Longtime photographer Jim Bates dies

Jim Bates, an award-winning photographer who got his start at The Daily World and went on to a distinguished career at The Seattle Times, died of cancer Sunday at the age of 63.

“He loved his job, his photo subjects and his fellow journalists,” said Times photo editor Angela Gottschalk. “He was a big guy with a tender touch in everything he did.”

Mr. Bates, a Bothell resident diagnosed in 1996 with non-Hodgkins lymphoma, was a lifelong Seattle-area resident and a Times photographer for more than 20 years.

“I’m proud to say that I gave Jim Bates his first fulltime job as a photojournalist,” said John Hughes, former Daily World editor and publisher. “He was wonderfully talented and had a special touch with the people he photographed—everyone from longshoremen to nuns. When he teamed with Kathy Quigg, The Daily World boasted two of the finest photojournalists anywhere. One of my fondest memories is of Jim returning from a high school football game on an October night when it rained cats and dogs. He strode into the newsroom, shook himself like a big old hound dog shedding water, smiled his infectious smile and declared: ‘I’ve got some great pictures!’ ”

Bates graduated from Evergreen High School in White Center in 1968, and attended Highline Community College and Brigham Young University before serving a two-year mission in Australia with the Church of Jesus Christ of Latter-day Saints.

He returned to BYU, graduating in 1976 with a degree in communications and photojournalism.

His first photo job was at The Daily World in Aberdeen, and he worked at several other newspapers before being hired by The Times, first on a temporary basis in 1988 and then permanently in 1991.

Retired Daily World photographer Kathy Quigg says she owes a lot to Bates.

“Jim really, really gave me the opportunity to be a photographer,” Quigg said. “He let me hang out with him in the dark room all the time. He was just a lot of fun and he was very good at what he did. It’s so strange because I was just thinking of him the other day. He was just a good, good guy.”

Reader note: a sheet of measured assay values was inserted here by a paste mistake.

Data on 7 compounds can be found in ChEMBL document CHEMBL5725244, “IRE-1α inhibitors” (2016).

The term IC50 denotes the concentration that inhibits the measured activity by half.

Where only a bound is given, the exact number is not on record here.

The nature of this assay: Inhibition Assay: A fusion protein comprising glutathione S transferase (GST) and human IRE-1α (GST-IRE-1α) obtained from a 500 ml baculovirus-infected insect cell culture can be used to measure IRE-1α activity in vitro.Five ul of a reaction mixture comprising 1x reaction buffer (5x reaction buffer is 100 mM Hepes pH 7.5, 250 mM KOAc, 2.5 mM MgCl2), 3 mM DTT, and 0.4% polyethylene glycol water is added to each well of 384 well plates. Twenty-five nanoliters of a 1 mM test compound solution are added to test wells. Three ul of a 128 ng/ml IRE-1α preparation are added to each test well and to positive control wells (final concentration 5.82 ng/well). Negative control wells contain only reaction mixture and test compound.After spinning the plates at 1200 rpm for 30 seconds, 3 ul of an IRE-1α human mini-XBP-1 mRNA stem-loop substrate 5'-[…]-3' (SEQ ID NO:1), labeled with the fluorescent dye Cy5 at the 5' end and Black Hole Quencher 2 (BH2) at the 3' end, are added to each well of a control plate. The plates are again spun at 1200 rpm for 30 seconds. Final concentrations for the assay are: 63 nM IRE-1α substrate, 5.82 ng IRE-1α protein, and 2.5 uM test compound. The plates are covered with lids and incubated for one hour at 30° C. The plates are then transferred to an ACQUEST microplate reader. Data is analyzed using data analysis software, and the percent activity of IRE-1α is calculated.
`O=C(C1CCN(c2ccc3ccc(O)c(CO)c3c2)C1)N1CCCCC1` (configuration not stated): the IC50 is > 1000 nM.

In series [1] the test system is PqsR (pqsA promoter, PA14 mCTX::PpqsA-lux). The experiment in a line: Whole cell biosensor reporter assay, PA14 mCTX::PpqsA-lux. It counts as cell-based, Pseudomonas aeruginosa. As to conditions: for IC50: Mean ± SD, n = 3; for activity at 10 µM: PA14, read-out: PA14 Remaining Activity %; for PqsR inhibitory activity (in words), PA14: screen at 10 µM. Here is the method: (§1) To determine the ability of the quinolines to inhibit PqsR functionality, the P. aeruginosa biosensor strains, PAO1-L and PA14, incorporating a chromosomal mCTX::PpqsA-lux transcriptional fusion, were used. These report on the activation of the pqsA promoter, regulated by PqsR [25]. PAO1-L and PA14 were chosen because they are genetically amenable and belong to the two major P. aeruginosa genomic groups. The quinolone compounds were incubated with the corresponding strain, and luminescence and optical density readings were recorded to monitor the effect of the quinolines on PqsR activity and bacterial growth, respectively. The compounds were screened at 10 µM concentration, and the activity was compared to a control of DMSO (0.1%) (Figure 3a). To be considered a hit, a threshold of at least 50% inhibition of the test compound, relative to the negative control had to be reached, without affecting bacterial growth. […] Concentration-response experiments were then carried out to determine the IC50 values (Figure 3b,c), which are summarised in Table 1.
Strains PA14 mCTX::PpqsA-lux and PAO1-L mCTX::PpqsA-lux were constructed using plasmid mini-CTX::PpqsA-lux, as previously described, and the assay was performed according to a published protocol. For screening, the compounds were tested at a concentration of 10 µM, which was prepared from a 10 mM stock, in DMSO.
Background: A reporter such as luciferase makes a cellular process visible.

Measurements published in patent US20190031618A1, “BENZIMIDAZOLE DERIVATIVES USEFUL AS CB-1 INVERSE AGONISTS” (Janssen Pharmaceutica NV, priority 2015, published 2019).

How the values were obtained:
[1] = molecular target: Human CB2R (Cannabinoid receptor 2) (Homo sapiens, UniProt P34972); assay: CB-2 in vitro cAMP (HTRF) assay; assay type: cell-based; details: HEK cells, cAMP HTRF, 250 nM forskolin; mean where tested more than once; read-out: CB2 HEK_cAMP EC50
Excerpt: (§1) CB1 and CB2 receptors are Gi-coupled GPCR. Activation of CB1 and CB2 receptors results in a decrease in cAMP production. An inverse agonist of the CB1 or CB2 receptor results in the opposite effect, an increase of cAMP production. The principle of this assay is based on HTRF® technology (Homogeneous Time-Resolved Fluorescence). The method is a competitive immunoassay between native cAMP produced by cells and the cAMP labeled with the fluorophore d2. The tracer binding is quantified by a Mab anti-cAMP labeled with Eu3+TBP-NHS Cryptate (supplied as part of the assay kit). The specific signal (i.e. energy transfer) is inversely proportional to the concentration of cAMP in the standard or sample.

Daily World Sports Editor Rick Anderson says he’ll miss Bates.

The Daily World has had a series of outstanding photographers in the 40 years I’ve been working for the paper, and Jim ranks at or near the top of that list,” Anderson said. “Jim was a big man and he moved pretty slowly but he must have had great photographic instincts because he always seemed to be in perfect position to get great reaction shots, which is a lot harder to capture than the average person might think. And nothing ever seemed to rattle him when he was out on assignment.”

Family, faith, friends and his career were the cornerstones of his life, and he gave himself generously to each, said his wife of 38 years, Annette.

His struggles with his disease, the ups and downs of remission and relapse, heightened his appreciation of life and those around him, his wife said.

Each time his illness abated, he returned to work as soon as possible. His resilience — along with his professionalism and his hearty, contagious laugh — earned him the respect and affection of co-workers.

“He took on the challenges related to his illness with an incredible spirit of determination, a great sense of humor and few, if any, complaints,” Gottschalk said.

He had a particular skill and interest in an area some news photographers might find less than glamorous: high-school sports.

“I’m sure he photographed more prep events than any other staffer,” said Don Shelton, Times sports editor. “Whether it was a regular-season football game, a district wrestling tournament or a state championship game in basketball, Jim was always there and always came back with the right pictures.”

Times photographer Dean Rutz enjoyed teaming up with Mr. Bates on sports events, knowing Mr. Bates would be willing to explore any angle for a telling photo.

Part of the fun, Rutz said, was that even though Mr. Bates was a fan of local teams, his upbringing and manner prevented him from using curse words when those teams did poorly.

“It left him little creative means to express his frustrations,” Rutz said. “It would always be ‘those ding dongs’; or ‘those fetching Huskies.’ ”

In addition to sports, Mr. Bates photographed a wide range of news and feature assignments.

He received numerous awards for his work from the National Press Photographers Association, The Associated Press and the Society of Professional Journalists.

He helped the Times win a spot-news photography award in 2006 with a photo of young people consoling one another after a gunman killed six people at a Capitol Hill house.

Mr. Bates was a participating photographer in “One Day In Washington” (1985), and was picture editor for two books featuring Seattle photographers.

Away from work, his interests included gardening, fishing, golf, camping and hiking, and a variety of home-improvement projects that included building a deck and a shed, remodeling the kitchen and refinishing the basement.

“He was mostly self-taught,” his wife said. “If he didn’t know how to do something, he’d find someone to ask or look it up in a book.”

In addition to his wife, Annette, Mr. Bates is survived by three sons, Matthew, of Garden Ridge, Texas; Samuel, of Springville, Utah; and Nathan, of Bothell; by a daughter, Holley Lennebacker, of Woodinville; and by eight grandchildren.

His funeral will be at 11 a.m. Saturday, Dec. 1, at the LDS Bothell Stake Center, 16500 124th Ave N.E., Woodinville.

Memorials may be made to the Fred Hutchinson Cancer Research Center or the LDS Humanitarian Aid Fund.